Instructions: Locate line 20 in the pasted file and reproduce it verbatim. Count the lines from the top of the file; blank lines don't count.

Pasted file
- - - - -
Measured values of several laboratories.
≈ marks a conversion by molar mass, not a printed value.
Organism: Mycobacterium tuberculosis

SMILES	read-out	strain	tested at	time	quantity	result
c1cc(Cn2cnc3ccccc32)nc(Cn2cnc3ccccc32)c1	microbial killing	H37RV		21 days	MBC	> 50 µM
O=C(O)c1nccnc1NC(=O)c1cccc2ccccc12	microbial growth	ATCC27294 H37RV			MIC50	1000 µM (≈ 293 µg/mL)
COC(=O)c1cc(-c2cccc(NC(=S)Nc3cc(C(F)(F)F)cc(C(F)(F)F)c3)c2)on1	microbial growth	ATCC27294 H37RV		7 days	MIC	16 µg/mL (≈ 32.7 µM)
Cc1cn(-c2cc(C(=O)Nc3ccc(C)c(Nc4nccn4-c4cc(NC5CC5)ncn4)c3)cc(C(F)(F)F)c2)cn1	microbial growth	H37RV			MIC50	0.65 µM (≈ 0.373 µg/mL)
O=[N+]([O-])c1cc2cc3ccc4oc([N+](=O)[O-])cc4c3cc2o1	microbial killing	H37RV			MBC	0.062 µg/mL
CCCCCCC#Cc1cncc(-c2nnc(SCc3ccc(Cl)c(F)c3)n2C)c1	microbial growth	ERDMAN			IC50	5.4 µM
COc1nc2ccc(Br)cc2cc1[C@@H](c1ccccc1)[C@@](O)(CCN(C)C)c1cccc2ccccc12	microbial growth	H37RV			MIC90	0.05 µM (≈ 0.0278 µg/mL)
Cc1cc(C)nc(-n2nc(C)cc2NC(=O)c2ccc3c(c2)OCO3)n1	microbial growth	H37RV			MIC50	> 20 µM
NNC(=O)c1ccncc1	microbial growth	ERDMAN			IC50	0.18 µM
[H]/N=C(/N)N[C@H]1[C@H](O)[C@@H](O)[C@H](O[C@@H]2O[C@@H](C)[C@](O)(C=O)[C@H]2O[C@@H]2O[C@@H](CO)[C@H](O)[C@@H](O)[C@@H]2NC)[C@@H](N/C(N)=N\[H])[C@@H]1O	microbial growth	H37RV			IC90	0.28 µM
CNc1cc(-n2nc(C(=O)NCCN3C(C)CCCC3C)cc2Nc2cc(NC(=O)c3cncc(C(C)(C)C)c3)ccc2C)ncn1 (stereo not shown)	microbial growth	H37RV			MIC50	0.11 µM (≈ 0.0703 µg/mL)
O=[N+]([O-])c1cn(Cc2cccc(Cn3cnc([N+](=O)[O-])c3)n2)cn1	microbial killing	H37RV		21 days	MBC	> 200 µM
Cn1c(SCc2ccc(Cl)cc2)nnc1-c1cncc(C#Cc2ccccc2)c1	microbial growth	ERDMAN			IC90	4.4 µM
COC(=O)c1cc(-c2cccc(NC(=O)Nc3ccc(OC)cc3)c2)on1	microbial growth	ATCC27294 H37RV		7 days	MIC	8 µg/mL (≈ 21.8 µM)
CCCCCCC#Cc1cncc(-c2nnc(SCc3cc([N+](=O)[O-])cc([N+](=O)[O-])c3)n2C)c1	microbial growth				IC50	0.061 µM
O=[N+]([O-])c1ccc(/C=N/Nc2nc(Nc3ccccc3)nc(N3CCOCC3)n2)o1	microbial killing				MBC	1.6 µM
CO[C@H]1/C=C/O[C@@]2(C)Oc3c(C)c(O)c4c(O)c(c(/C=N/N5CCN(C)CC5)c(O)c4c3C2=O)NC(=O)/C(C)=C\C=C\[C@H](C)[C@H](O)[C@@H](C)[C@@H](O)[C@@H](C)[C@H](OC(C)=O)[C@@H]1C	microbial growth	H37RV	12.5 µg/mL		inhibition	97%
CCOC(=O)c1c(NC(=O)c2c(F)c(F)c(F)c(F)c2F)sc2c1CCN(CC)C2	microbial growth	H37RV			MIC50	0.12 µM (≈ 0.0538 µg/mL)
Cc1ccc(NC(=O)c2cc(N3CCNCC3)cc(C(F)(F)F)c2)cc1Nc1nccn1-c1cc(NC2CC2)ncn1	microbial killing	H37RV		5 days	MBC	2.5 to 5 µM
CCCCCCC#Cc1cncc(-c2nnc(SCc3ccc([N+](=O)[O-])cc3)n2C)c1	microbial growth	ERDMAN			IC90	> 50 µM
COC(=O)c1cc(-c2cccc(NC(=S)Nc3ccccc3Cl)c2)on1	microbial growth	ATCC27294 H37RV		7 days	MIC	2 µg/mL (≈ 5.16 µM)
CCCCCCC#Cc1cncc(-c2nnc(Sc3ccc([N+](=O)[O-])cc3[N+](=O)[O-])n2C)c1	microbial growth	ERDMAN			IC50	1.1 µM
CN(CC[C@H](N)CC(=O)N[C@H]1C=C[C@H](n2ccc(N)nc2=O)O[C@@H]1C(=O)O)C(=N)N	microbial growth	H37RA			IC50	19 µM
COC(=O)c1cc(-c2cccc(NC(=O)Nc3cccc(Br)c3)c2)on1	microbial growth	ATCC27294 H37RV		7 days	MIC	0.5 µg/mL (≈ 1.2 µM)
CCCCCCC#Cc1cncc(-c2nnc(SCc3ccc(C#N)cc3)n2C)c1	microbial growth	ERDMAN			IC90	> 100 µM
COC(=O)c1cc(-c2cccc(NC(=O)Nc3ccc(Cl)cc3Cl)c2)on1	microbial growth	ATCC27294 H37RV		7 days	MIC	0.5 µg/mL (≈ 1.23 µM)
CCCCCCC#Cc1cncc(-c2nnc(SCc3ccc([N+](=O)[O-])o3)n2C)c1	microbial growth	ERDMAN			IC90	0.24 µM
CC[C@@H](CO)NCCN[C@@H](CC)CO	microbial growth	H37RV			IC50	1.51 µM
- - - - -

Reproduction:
O=[N+]([O-])c1ccc(/C=N/Nc2nc(Nc3ccccc3)nc(N3CCOCC3)n2)o1	microbial killing				MBC	1.6 µM